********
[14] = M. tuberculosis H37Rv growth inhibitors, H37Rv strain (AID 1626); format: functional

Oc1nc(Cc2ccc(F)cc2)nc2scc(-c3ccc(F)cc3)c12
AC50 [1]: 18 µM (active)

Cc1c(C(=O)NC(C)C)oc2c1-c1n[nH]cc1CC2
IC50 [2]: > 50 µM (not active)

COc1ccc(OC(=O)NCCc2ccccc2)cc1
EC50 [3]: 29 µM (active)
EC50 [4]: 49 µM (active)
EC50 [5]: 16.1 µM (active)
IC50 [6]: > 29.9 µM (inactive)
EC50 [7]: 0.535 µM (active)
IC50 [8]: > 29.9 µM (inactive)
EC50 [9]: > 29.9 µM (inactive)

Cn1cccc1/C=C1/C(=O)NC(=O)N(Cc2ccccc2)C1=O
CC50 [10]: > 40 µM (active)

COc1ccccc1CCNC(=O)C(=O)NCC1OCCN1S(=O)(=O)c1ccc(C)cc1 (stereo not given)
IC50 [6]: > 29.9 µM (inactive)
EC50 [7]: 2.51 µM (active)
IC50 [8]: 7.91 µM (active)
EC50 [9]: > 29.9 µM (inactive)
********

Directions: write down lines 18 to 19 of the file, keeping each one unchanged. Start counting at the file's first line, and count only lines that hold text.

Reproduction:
EC50 [7]: 2.51 µM (active)
IC50 [8]: 7.91 µM (active)